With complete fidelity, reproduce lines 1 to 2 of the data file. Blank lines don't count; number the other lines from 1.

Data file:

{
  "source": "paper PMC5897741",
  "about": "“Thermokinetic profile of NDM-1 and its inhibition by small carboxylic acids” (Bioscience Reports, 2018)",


{
  "source": "paper PMC5897741",